lantry, seeming to vie with each other in deeds of daring chivalry. It would be invidious to attempt to draw any distinctions when all did their part most nobly and gloriously.
Inclosed find a list of killed and wounded of each company.*
I remain, with great respect, your obedient servant,
C. D. McRAE,
First Lieutenant, Second Regiment Texas Mounted Rifles, Commanding Scout.
Major E. F. GRAY,
A. A. A. G., Sub-Military District of the Rio Grande.
AUGUST 11, 1862.-Affair at Velasco, Tex.
Report of Colonel J. Bates, Thirteenth Texas Regiment.
HEADQUARTERS BATES' REGIMENT,
Velasco, Tex., August 16, 1862.
SIR: I have the honor to report operations at this post, resulting in a collision with the enemy, on the afternoon of the 11th instant:
About 4 p. m. of that day a screw-propeller of about 800 tons burden, two-masted, and marked with a figure 5 on her smoke-stack, steamed slowly in from the eastward, and when opposite the battery at this place, immediately outside the bar, opened fire, without showing colors or giving any notice of her intentions. Her fire was promptly responded to, and after firing four times and receiving five shots from us she drew out of range and disappeared down the coast. It is believed that our third shot took effect. We sustained no damage. A 13-inch shell, which failed to explode, was picked up by our men. One other shell exploded in our camp; the others went overhead and struck some distance out in the prairie. I am confident that if we had had even a single piece of heavy ordnance she could have been disabled. Of late the vessels which pass here have been coming much nearer the shore than formerly. This may result from their having adopted more hostile intentions, but I think it is due in part from a knowledge (how acquired I know not) of our defenseless condition. A late freshet in the Brazos River has considerably deepened the water on the bar at the mouth. Vessels are constantly receiving permits to proceed to sea from this port, and lie in the river above awaiting a favorable opportunity to run the blockade, and a well-sustained attack from the sea might well result in great loss both to Government and individuals.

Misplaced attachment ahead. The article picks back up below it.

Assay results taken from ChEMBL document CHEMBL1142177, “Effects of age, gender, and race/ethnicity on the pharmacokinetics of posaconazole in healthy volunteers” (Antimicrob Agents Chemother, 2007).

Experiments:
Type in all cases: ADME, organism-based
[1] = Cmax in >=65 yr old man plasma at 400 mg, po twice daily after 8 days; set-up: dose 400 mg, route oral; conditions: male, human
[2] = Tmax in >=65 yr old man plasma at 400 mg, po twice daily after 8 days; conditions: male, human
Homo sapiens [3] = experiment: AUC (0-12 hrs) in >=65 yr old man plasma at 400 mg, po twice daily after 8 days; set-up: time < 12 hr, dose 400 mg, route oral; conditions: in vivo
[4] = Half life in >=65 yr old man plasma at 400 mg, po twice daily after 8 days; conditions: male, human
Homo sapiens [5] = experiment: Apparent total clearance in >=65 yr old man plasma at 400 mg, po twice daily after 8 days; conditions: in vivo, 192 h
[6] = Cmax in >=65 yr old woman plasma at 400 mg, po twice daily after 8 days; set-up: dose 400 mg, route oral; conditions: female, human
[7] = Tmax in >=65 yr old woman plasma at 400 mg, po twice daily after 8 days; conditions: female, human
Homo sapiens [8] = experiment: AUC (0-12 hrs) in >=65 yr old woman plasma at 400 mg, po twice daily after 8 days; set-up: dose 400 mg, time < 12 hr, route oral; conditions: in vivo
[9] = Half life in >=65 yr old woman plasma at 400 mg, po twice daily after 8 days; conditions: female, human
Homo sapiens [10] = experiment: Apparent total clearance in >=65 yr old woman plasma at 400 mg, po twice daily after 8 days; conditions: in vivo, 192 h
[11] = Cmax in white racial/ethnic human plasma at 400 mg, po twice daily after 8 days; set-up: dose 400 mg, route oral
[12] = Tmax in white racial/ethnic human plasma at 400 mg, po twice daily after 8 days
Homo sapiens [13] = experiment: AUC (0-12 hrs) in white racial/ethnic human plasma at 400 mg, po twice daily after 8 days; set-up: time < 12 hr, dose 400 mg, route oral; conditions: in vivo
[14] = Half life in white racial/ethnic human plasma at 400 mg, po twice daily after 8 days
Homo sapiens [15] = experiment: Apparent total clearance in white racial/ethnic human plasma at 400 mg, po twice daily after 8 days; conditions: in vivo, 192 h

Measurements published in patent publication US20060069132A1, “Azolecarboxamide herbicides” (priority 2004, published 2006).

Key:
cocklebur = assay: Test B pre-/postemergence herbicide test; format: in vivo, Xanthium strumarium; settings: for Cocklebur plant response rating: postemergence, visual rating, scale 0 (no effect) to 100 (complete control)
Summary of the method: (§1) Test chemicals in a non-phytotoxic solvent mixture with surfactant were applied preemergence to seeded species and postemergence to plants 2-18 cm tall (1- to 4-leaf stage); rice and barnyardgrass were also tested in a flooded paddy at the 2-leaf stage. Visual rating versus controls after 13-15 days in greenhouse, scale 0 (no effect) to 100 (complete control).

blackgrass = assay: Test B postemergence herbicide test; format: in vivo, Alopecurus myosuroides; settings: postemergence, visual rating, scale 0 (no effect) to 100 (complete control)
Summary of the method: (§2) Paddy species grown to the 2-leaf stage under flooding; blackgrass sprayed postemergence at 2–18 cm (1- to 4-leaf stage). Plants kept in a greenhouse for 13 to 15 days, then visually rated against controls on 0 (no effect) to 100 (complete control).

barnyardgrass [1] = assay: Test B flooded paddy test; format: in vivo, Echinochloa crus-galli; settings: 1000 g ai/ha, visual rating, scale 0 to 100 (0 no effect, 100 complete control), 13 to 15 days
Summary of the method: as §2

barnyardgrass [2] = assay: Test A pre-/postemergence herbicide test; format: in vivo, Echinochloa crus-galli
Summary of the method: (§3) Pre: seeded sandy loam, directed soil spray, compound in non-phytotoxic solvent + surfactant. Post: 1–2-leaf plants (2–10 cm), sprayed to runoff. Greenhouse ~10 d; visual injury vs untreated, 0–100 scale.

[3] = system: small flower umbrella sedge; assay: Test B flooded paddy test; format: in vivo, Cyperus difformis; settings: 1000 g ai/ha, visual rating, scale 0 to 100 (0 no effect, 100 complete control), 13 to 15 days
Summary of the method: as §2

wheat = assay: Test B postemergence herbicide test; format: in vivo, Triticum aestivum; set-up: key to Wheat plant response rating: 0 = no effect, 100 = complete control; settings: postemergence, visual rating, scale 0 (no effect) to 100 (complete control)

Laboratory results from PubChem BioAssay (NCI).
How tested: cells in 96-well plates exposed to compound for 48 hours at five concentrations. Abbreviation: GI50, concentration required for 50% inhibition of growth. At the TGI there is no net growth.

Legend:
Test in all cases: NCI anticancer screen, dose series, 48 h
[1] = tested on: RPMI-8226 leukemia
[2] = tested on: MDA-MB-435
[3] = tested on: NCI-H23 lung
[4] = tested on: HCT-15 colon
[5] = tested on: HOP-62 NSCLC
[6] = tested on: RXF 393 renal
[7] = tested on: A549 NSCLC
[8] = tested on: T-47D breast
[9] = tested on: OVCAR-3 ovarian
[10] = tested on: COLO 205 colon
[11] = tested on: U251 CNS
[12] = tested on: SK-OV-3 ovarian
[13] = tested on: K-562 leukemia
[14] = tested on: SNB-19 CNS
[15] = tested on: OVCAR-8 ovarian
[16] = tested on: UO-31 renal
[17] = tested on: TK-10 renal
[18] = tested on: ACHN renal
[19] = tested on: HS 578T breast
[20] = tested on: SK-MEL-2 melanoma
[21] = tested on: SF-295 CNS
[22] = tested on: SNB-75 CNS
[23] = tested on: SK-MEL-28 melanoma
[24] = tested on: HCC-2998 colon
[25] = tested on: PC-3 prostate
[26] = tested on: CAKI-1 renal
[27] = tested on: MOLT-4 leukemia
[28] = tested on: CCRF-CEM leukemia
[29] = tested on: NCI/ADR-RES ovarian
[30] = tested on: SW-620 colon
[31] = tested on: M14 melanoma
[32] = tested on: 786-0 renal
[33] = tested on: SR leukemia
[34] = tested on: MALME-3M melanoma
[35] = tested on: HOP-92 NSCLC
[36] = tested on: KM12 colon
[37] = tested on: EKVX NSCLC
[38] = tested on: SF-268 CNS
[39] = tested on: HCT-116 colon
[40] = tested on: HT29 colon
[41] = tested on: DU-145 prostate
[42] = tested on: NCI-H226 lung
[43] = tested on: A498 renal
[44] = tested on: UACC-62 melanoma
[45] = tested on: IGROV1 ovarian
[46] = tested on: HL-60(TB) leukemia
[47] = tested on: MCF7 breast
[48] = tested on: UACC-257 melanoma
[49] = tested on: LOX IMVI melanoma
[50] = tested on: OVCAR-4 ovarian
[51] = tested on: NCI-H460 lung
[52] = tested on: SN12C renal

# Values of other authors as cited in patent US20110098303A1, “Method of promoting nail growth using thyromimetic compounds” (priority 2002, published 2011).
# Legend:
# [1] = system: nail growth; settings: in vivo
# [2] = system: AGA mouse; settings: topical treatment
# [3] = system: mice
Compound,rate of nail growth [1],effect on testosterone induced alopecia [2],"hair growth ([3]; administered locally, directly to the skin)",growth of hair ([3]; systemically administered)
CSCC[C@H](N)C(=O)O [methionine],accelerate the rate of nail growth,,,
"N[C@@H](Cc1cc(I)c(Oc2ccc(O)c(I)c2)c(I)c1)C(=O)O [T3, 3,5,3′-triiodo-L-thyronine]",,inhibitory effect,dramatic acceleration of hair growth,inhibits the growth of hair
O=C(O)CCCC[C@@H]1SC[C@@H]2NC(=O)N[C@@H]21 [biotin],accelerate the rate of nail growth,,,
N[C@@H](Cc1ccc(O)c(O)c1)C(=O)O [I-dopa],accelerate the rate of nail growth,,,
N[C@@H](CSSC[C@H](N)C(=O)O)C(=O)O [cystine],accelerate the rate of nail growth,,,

Allow me to respectfully urge upon your consideration that there are quite a number of heavy pieces of ordnance now in this department dismounted and not in use, which, if placed in battery here, could defend my position and our foreign trade, and save my command from this now constant source of annoyance, which, although as yet resulting in no damage, might at any time become fraught with humiliation and disaster. I have but one 18-pounder gun in battery at this place. I ask, if compatible with the interests of the service, a 32 rifled cannon, a 64-pounder, or both. If granted, they will do good service ere long, should we continue to be menaced and insulted by our vaunting foe.